One year when I was an Associate Minister Christmas fell on a Sunday. We wondered what we should do on Sunday morning after having two big services the night before… Some churches in our town actually canceled worship, but that seemed wrong to us. In the end we combined our services to have one at 10am. There were 75-100 people who actually came and we had the best of times. Our Sr. Minister preached from the middle of the Chancel and at one point asked us for our favorite Christmas memories. People of all ages responded and I still remember what a few of them shared… it was such a wonderful hour in worship on Christmas morning. I loved it. ;)

    Reply
  3. Christy

    Growing up, every Christmas morning, my Grandpa would gather us around to read us the Christmas story from Luke. It was such a wonderful time to get and stay focused in the midst of the “joy of presents.”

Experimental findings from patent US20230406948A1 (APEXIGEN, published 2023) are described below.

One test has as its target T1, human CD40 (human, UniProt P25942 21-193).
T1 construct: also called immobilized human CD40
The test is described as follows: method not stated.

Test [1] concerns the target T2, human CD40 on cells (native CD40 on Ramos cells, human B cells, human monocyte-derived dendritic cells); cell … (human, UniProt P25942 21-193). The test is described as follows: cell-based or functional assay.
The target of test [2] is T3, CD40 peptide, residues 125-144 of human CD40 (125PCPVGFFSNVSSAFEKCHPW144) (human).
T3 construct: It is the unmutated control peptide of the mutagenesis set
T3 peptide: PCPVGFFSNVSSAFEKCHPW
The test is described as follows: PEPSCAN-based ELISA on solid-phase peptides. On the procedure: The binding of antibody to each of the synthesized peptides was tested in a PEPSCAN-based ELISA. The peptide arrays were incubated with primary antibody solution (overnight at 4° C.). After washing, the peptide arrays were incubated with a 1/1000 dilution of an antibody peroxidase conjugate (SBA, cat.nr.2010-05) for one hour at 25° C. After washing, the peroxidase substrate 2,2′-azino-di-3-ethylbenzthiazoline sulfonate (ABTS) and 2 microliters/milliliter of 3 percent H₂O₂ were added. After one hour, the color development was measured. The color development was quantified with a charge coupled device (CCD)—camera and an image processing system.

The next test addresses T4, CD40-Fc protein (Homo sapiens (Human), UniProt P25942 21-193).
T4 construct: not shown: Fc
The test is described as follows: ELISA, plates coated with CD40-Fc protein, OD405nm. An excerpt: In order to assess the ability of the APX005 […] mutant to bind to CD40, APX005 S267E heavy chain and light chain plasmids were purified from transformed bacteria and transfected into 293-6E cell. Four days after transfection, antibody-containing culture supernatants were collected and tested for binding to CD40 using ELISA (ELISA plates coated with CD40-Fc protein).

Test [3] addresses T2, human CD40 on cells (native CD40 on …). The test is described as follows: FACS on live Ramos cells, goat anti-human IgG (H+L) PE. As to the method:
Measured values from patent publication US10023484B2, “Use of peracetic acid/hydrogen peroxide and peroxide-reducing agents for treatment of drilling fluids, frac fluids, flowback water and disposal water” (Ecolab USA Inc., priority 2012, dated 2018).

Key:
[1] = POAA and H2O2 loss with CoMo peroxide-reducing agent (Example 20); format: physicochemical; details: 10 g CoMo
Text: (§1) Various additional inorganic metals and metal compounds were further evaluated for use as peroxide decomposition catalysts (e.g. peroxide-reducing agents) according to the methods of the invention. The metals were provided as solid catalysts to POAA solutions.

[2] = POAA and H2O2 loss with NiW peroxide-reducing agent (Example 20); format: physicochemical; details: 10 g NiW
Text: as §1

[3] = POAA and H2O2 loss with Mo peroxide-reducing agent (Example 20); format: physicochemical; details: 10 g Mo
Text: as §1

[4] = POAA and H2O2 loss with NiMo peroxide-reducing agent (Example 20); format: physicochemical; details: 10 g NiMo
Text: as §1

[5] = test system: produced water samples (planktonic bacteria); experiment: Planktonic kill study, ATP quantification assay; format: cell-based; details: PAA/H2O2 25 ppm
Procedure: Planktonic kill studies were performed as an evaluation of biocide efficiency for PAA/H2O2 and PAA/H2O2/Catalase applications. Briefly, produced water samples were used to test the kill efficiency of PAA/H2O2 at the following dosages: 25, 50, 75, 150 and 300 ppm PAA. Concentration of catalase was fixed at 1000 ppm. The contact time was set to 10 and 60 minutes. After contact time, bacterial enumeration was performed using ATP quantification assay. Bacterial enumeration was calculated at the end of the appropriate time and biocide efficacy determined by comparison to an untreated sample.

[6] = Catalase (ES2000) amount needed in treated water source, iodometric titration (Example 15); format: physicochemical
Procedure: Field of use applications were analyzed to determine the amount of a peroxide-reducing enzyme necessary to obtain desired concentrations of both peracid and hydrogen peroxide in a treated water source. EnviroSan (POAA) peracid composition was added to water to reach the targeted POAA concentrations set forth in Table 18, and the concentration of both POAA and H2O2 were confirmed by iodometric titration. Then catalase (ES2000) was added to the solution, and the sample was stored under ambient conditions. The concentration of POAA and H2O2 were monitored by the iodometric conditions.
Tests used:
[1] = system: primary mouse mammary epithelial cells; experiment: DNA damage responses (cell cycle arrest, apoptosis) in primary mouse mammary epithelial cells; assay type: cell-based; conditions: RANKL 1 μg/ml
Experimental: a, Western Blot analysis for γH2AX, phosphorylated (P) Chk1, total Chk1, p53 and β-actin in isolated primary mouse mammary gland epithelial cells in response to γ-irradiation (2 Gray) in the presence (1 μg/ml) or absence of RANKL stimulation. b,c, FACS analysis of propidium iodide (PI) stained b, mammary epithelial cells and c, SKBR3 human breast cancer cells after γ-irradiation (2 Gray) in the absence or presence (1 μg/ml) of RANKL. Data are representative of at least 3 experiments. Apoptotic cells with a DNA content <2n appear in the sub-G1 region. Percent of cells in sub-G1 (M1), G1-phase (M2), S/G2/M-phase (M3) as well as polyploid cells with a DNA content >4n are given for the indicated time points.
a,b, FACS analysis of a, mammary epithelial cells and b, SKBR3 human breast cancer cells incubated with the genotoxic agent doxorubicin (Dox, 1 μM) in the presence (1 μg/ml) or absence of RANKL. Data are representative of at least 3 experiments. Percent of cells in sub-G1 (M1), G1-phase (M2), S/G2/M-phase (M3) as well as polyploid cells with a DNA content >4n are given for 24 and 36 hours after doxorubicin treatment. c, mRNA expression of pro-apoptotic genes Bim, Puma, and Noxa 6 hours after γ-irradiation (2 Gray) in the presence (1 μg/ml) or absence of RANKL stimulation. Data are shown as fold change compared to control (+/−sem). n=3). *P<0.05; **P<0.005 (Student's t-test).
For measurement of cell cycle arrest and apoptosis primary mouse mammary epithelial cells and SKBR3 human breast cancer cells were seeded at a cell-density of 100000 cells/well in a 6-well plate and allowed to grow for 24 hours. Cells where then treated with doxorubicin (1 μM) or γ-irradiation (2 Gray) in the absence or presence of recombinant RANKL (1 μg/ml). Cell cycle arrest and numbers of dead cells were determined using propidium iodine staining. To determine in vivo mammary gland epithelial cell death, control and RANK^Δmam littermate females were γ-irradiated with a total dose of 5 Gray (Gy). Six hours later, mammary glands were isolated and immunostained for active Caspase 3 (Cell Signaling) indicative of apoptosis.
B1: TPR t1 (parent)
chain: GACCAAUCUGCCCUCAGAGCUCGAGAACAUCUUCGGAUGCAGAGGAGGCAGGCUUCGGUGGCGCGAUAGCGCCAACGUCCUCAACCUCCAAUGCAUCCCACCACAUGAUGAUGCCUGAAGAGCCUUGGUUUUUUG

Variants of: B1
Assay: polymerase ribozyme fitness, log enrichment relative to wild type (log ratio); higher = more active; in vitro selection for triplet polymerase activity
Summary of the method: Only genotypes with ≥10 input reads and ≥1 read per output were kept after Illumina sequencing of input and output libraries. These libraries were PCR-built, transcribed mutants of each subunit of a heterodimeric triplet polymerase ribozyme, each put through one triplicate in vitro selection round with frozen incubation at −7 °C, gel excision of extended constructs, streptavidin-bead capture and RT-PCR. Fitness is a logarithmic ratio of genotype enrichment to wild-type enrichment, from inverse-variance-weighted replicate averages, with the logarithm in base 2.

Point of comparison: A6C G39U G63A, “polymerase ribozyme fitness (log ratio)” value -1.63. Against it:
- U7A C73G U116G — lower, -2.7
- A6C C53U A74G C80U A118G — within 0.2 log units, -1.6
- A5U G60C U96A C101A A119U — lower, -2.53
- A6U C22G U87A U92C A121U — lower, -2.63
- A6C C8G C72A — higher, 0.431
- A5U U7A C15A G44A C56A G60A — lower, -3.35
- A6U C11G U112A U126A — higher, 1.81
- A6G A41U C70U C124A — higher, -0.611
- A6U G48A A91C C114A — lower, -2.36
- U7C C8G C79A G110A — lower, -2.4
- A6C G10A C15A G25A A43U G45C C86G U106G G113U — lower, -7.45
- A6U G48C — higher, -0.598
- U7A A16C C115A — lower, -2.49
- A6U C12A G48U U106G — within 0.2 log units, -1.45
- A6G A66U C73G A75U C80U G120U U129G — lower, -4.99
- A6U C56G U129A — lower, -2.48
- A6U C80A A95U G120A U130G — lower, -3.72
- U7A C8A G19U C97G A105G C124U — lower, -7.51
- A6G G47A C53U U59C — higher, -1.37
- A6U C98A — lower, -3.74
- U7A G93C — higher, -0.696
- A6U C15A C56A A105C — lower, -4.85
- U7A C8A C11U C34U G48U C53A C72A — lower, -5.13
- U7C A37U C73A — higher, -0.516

Reply
  4. Cindy Baldwin

    My favorite Christmas memory/tradition was Christmas at my grandparents house. The tradition was that before we opened presents, one of the grandchildren would read the Christmas story from Luke. Each year it cycled to the next oldest grandchild until it was time to go back to the oldest. After my grandparents died, my parents took up the tradition with my children, nieces and nephews taking their turn to read the story. And now that I’m the grandma, we are doing it for our family celebration. My children are reading the story at the moment as the oldest grandchild is only 6, but it is a cherished memory that keeps us centered on the meaning of the season. Can’t wait until my grandsons will be reading the story for us.

    Reply
  5. Shannon

    My favorite advent memory is one we have now. We go and cut down a Christmas tree with Joel’s brother and his family (which now includes 4 kids between the 2 families). We go to a tree farm that is run by a coworker and it’s the best experience. It’s just a bunch of families who went in on some land by Black Earth and they just grow trees. Nothing else. It’s one big party around a campfire for the first few weekends in December complete with hot apple cider (with whiskey for the grown ups), cheese, local meats, smores fixins and wreath making. It’s so fun that when we walk up they greet us by name and give hugs. It’s really fun!